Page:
MUMBAI : According to industry executives, companies are getting in touch with Indian suppliers, tweaking logistics contracts and planning to airlift more components to retain supply amid steadily recovering demand so far.
Consumer goods firms are gearing up for supply and logistics bottlenecks on concerns over the new Covid-19 variant, Omicron.
According to industry executives, companies are getting in touch with Indian suppliers, tweaking logistics contracts and planning to airlift more components to retain supply amid steadily recovering demand so far.
Logistics company executives are also expecting further delays in sea and air cargo shipments, as also increased freight rates and container prices.
Japan and Israel have already shut borders on worries over the variant, which first surfaced in South Africa. Australia will delay easing of border restrictions, while Sri Lanka, Singapore, South Korea, Indonesia and Thailand have barred travellers from South Africa.
Meanwhile, freight rates and container prices have been soaring.
For instance, the Shanghai Containerized Freight Index (SCFI) spot rate on the Shanghai-Europe route, which was less than $1,000 per twenty-foot equivalent units (TEU) in June 2020, jumped to about $4,000 per TEU by end of last year, and rose to $7,395 by the end of July.
The “current surge in container freight rates, if sustained, could increase global import price levels by 11% and consumer price levels by 1.5% between now and 2023,” the UN Conference on Trade and Development said in a report. Expect cargo clearance at Indian ports to be prolonged, said Ravi Jakhar, chief strategy officer of Allcargo Logistics.
Direct-to-consumer personal care brand Mamaearth is preparing a three-pronged strategy to safeguard against any potential impact – international logistics and imports, increasing the number of spokes from distribution and packaging in case of a lockdown and ramping up safety measures for on-ground staff. “Even last year, with higher planning, we still saw the impact because of border and customs port closures. So, I think we are clearly looking at building up an inventory of materials which are imported…,” said Varun Alagh, cofounder, Mamaearth. “Lesser dependence…can still lead to breaking down of the supply chain for certain products.”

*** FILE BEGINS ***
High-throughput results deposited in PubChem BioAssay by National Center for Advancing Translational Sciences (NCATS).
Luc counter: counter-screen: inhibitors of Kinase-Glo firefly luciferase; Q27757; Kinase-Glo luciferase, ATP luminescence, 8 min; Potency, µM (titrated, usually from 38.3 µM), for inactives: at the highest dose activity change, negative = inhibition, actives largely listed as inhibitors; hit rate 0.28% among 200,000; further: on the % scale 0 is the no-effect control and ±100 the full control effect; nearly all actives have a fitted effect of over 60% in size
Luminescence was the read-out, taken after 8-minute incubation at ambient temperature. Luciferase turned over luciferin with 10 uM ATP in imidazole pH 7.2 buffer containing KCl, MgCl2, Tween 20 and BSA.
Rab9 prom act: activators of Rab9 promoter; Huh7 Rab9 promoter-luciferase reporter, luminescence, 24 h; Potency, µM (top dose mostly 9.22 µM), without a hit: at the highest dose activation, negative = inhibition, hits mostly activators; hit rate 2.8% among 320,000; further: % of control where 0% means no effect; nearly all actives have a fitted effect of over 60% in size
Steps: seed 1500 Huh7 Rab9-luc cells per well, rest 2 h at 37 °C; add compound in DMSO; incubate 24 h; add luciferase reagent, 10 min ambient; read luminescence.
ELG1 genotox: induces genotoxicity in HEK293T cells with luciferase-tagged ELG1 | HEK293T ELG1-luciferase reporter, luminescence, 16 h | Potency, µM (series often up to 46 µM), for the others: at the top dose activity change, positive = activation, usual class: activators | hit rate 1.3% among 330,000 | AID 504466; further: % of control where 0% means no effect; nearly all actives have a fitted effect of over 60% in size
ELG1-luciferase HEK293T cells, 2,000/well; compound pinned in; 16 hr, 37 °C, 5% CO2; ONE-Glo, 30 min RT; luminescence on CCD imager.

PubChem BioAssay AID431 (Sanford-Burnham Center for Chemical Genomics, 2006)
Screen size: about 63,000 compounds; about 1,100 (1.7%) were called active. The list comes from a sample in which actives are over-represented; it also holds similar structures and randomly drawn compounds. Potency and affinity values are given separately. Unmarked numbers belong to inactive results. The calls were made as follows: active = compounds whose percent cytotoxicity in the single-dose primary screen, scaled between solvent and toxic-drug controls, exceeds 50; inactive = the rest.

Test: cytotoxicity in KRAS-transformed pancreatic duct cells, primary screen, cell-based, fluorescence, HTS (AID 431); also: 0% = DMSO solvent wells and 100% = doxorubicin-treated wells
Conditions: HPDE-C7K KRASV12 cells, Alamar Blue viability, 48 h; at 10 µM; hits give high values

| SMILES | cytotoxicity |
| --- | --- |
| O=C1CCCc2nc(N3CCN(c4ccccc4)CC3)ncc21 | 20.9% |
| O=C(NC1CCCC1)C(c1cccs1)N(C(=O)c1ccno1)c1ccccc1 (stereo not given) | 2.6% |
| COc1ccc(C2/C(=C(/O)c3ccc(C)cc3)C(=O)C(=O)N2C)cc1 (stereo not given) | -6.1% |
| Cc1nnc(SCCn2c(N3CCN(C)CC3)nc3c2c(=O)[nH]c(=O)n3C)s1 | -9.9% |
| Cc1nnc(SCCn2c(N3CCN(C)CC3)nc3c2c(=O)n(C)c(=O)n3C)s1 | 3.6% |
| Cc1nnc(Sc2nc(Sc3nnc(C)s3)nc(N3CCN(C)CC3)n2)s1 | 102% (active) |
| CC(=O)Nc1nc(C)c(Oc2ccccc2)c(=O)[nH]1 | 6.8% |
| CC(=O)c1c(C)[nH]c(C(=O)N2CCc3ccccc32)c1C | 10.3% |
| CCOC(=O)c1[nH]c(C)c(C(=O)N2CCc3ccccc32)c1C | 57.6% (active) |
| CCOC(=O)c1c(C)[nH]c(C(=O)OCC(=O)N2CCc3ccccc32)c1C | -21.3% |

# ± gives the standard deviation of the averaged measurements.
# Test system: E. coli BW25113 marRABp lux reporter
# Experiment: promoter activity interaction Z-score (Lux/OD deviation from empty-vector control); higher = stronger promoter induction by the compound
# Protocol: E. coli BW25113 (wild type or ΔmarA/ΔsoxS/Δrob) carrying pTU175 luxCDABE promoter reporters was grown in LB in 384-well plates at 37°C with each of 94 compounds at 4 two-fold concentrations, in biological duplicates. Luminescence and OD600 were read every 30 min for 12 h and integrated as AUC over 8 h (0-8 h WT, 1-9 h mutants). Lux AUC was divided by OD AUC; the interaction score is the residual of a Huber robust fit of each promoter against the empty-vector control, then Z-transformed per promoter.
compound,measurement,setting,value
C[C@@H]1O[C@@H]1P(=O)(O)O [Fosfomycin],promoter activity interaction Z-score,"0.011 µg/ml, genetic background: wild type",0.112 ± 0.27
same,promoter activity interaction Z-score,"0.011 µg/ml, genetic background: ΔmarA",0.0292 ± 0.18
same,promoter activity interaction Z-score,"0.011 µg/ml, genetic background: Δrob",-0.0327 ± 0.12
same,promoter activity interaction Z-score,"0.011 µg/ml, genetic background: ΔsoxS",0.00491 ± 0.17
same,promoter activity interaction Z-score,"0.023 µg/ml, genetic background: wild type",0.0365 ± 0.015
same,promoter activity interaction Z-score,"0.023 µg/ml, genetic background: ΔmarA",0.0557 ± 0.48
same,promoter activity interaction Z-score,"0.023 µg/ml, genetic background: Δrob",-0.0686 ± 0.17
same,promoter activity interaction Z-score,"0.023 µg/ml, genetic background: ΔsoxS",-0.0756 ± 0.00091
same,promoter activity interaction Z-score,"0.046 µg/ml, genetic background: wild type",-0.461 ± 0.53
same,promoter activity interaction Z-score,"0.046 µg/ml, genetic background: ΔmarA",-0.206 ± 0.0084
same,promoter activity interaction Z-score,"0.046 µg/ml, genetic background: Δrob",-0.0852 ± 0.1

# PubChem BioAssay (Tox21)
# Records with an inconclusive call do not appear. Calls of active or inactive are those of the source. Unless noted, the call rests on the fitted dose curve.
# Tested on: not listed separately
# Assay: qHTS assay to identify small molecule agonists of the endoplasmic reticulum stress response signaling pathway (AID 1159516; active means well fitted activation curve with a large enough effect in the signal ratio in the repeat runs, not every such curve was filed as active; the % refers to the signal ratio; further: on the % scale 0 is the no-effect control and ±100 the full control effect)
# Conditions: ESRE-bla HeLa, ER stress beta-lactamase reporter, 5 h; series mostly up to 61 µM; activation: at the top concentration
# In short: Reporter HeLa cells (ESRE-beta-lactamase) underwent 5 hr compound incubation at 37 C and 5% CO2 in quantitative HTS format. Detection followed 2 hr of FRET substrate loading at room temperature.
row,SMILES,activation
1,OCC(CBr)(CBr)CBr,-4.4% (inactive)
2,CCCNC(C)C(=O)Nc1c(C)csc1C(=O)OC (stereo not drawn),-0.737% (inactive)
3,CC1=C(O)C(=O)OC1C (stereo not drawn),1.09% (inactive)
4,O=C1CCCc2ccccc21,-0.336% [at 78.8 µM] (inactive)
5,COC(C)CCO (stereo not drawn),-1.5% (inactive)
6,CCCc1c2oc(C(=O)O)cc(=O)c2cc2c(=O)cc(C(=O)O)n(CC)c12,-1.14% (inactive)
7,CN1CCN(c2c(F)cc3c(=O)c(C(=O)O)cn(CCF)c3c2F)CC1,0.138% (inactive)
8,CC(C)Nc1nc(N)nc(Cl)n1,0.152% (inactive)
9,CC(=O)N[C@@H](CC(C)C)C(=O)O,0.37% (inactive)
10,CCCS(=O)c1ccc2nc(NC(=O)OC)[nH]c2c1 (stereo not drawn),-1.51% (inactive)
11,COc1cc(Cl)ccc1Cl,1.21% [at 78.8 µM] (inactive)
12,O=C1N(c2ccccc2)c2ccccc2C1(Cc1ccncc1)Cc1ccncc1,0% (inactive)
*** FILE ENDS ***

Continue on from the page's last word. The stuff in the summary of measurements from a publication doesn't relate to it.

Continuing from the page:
Aman Gupta, cofounder and chief marketing officer at boAt, which sells headphones and other electronic accessories, said the company is planning to “keep more inventory (electronics products) than required as there is a sense of unpredictability in global supply chains due to the new Omicron variant.”
Lexship, a logistics company for small retailers in the ecommerce sector, is working with retailers to tackle delays at ports and flight cancellations that may impact belly-hold cargo, said founder Padmanabhan Babu. “We have heard Chinese ports may not let liners berth for days. We have faced problems in the US and Europe, too. About 150 vessels were stuck outside California. Delivery time for overseas export shipments has already gone up from 10-12 days to 20 days,” Babu said.
According to a senior industry expert, mobile handset makers have two options – to airlift more components, which increases input costs and prices of handsets, or delay launches. “Although it is a lean season between January and March, there are launches. Companies may postpone if they can’t meet their volumes,” the person said.
Another senior executive in the handset manufacturing sector said bookings for semiconductor chips happen a year in advance, but deliverables were not working to plan as of now. “If the semiconductor manufacturer had taken 12 million units of order for the year, he can now supply barely 6-7 million. Production for all clients has gone down and there is no way that the handset maker can book for a longer period. His current need is not fulfilled,” the executive said